Known problems

Each camera has its own set of problems you will encounter sooner or later. Keep in mind most of the gear on the market has been heavily used, usually by a pro photographer. And some cameras, mostly East German and Russian, can be problematic right out of the factory that made them. But even the best gear wears down in the end. So, when you are buying a camera that’s twice your age, you might want to test it first. And before you cough the dough, read up on the Internet about typical problems with the camera you want to buy and test for those problems first. You might want to check up on camera services near your place, because their maker won’t service most of those cameras anymore. It’s good if the camera you are buying was serviced recently, although sadly, some sellers will lie about it.


I’m not putting a number before this point, because this particular criterion is very personal. Price might be no object for some, paramount for others. Bear in mind that usually you get what you pay for, so you might expect more expensive cameras to be better built and better handling than cheap ones (there are exceptions though, especially if the camera you want to buy has a cult following). Again, “you get what you pay for” rule is particularly true of Russian gear.

To give you some idea about how to judge a camera by the above points, take a look at the lead photo (this isn’t by any means all of medium format cameras I’ve owned or used, those are just the ones I had at hand at the time). Those are just examples on using the info that’s readily available on the web to get an idea whether a particular model suits your needs.

There are five medium format cameras there, and from left to right they go like this:

Pentacon SIX TL

This is a focal plane camera, with atrocious sync time (about 1/25th of a second), so mostly useful for available light shooting.
The lens lineup is decent, with most everything you might want to use, and one lens that shines – Sonnar 180 2.8. There is only one other medium format lens of this particular focal length and speed, Schneider-Kreuznach Tele-Xenar 180mm/f2.8, way more expensive, so if portrait is your thing and you’re thin on budget, you might want to look no further.

It handles well, like a slightly bigger SLR with simple and readily available controls. It lacks MLU, and the mirror packs quite a slap, so short exposure times preferable.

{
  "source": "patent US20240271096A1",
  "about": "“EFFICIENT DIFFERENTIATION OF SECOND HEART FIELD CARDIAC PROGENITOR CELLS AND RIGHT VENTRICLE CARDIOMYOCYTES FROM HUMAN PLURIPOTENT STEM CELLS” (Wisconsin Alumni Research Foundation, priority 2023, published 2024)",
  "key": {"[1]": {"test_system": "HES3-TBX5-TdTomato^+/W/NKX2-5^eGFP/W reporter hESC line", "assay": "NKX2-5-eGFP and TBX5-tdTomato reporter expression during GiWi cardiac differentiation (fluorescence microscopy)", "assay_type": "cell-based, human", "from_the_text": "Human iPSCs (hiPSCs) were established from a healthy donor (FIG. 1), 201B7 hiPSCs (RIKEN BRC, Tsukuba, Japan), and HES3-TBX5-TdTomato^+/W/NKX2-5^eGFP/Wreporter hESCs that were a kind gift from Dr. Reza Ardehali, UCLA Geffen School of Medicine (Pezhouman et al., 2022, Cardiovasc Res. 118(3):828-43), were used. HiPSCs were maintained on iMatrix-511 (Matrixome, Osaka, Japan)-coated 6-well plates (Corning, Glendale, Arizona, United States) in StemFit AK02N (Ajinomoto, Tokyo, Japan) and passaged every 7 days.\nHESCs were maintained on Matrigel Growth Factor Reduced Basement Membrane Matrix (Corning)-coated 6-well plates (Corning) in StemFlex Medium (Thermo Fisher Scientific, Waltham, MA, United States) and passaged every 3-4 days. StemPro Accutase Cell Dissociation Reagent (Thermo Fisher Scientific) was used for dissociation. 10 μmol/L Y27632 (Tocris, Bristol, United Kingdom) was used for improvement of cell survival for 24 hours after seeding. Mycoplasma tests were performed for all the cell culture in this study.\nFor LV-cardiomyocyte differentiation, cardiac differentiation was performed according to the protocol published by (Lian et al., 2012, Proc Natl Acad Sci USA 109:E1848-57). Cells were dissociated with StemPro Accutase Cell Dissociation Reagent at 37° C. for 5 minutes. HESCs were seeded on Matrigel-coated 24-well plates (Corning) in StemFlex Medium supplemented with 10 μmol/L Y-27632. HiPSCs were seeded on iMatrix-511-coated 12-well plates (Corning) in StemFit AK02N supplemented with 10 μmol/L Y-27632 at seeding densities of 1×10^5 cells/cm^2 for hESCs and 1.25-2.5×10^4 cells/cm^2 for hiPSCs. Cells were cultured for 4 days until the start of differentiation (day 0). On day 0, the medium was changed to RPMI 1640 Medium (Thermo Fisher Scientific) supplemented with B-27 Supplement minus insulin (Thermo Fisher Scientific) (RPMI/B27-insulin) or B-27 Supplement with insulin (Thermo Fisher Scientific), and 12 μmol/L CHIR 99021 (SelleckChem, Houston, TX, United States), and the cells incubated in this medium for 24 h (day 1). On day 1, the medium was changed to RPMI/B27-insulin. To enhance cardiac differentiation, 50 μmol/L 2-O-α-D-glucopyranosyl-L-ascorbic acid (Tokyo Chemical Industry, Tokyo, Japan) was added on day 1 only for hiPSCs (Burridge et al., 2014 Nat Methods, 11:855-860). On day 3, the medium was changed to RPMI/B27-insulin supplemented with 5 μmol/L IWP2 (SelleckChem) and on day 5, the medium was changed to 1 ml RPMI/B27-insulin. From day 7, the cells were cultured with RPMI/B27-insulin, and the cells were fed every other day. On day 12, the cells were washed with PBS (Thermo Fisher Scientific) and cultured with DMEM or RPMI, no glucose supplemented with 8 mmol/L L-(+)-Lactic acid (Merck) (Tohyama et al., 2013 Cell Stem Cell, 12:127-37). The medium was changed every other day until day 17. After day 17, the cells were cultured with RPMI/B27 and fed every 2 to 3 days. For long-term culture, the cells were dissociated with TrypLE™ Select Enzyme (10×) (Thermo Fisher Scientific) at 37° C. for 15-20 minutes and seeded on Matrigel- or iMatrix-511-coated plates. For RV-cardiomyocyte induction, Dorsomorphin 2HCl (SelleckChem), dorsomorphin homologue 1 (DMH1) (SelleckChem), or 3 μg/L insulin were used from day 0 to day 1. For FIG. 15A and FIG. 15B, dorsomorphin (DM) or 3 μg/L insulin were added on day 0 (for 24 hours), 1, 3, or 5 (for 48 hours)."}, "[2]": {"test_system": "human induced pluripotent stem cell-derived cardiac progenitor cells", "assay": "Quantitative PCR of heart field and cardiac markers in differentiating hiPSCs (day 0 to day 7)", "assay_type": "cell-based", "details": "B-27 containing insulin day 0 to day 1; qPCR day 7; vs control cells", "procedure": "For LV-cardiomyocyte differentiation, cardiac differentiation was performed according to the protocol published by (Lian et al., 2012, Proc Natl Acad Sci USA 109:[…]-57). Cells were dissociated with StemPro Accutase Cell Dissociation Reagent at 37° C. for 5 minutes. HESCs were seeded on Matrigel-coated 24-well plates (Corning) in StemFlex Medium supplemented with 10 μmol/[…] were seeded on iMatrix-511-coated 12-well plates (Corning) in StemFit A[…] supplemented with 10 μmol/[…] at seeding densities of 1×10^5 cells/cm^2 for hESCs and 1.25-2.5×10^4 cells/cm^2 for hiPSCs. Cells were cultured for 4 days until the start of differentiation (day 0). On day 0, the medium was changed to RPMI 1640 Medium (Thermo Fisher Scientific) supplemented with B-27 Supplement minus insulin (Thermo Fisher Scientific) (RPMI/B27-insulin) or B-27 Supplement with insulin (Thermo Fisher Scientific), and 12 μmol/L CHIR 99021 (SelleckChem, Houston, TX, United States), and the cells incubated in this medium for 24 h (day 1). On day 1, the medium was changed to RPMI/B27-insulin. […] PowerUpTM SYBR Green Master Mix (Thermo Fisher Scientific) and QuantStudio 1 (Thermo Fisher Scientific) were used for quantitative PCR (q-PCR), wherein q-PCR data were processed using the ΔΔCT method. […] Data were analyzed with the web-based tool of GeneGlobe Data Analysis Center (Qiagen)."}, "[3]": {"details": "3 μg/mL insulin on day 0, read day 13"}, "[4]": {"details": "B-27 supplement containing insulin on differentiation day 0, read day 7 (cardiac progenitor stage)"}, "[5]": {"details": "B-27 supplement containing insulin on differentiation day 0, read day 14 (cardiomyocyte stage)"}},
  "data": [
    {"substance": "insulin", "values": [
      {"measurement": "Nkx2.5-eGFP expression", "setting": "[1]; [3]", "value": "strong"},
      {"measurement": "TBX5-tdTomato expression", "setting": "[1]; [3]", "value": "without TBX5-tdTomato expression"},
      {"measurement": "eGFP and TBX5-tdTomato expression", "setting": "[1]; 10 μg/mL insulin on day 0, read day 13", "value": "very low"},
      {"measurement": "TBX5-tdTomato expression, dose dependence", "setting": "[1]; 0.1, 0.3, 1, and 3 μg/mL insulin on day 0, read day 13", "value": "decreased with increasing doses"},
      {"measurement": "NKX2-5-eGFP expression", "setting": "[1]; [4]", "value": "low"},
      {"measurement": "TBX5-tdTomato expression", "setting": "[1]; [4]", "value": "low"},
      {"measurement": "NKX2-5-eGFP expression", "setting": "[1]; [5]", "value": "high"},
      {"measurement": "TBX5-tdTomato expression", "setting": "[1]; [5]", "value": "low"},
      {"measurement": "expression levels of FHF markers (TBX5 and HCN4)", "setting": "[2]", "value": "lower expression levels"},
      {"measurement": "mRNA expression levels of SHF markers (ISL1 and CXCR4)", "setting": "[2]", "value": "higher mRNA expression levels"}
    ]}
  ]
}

It has a lot of problems. Despite being built like a brick, it breaks easily. It is prone to overlapping frames, so be careful. You also have to be careful when winding it, because otherwise you might damage the mechanism. It needs CLA from time to time. You might want to check for front/back focus, especially if the camera was not used a lot, because straight from the factory they were usually off.

It is very cheap, so if price is the most important factor it might be what you’re looking for.

On the 25th, Chris will publish his review of this beautiful camera.

Hasselblad 500c/m

Leaf shutter; so slow lenses, and great sync time.

Perfect lens lineup, with lenses of every focal length and great quality, albeit slow.

Handles well, has well implemented MLU, no hot shoe. Can easily be shot handheld and from tripod. It has some quirks, so read the manual. Nothing particularly annoying but gets some use to, especially if you’ve never handled one before.

The main problem is the light seal in the back, which has to be replaced from time to time. It’s easy to do, the seal is cheap so no biggie. Mostly the camera just goes forever.

Price for camera is reasonable. The lenses can be expensive though, so be sure you can afford what you need.

Fuji GX680

Leaf shutter, good sync time. Has fast-ish lenses though (f3.2) so it kind of mixes the best of both worlds, but with the fastest shutter speed of 1/400 it’s hard to utilize those fast-ish lenses in daylight.